How do you intend to add more people to Somos +, taking into account the fear that people have of reprisals from the government with its repressive apparatus?
First, I don’t think I should feel badly that no one has beaten me, I haven’t been in jail. Then, I think it is normal that it happens, that many people tell me, “I don’t want to sign up, I don’t want anything to happen to me.” You have to show these people that they are standing on safe ground. A ground in which I have confidence and which anyone can also rely on because there is nothing hidden. Political transparency can, in every sense, be a weapon that will help us to add many people.
The underground Cuban opposition has its advantages and disadvantages. One of the greatest fears that I have is that once we engage in politics in a democracy, too many people were accustomed to hiding.
This recent event with the musician Roberto Carcasses asking for changes at the concert of September 12, do you think it’s a sign of new times ?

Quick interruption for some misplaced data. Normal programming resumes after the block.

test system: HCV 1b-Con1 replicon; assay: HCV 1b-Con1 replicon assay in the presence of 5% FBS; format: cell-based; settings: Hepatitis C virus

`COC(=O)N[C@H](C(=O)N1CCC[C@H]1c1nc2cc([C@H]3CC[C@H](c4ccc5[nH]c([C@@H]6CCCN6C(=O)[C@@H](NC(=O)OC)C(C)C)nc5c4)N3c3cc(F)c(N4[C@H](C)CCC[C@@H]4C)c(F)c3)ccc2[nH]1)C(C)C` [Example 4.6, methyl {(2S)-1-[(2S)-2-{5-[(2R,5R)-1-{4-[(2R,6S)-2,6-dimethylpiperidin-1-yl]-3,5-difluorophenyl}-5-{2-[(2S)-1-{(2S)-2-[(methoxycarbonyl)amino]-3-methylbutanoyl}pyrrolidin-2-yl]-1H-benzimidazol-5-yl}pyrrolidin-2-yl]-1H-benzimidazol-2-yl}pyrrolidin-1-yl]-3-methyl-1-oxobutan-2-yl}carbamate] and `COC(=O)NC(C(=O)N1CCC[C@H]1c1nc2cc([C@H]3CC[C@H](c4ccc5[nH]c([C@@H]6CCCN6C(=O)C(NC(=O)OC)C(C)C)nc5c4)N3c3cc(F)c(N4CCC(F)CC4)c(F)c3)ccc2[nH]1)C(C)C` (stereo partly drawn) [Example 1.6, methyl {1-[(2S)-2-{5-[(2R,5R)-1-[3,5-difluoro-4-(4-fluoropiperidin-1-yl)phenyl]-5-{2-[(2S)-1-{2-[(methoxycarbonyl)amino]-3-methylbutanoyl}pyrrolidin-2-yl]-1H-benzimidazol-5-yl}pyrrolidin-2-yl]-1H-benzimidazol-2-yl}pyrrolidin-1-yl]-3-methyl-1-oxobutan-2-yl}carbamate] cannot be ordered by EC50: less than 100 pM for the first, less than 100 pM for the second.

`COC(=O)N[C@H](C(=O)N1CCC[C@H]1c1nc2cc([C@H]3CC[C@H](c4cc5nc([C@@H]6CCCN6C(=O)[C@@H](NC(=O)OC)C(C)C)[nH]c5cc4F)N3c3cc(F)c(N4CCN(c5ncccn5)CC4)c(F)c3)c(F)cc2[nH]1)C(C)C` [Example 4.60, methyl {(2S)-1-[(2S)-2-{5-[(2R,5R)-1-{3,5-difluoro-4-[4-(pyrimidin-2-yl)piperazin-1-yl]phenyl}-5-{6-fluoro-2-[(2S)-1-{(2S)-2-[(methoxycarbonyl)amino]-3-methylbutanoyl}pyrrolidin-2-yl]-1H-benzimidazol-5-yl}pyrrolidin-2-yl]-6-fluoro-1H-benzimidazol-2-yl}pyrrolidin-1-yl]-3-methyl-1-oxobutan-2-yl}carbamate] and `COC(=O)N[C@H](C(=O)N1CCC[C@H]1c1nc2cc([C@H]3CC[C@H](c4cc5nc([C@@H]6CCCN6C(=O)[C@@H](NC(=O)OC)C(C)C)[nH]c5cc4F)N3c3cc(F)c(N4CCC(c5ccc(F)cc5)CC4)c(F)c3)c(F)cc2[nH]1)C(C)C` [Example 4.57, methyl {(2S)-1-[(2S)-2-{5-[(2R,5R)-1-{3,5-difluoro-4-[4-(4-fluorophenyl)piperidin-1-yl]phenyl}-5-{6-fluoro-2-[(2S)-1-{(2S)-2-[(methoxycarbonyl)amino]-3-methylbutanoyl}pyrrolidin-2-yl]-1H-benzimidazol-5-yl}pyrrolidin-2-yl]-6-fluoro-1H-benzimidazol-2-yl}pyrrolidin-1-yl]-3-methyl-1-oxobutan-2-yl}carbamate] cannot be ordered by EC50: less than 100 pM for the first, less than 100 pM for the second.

I think so, recently I was talking to my wife. There are many people who are willing to assume some measure of responsibility for what touches them, according to their place in society, and I mean artists, intellectuals, many people who have responsibilities within the media …
People who travel, and Robertico Carcassés is one of them, they realize that in the whole world today a new wave is happening, they sometimes say, “Well good, the Arab countries are being shaken up.” I think the whole world is being shaken up…. These people who travel, who leave, they are seeing everything that is happening, when they get to Cuba it’s like traveling back in time 54 years… Sometimes there are situations like that of Robertico Carcasses, which I think it was mostly an awakening of consciousness that marks a before and after. It marks a precedent, as did what happened at the University of Information Sciences (UCI) as well.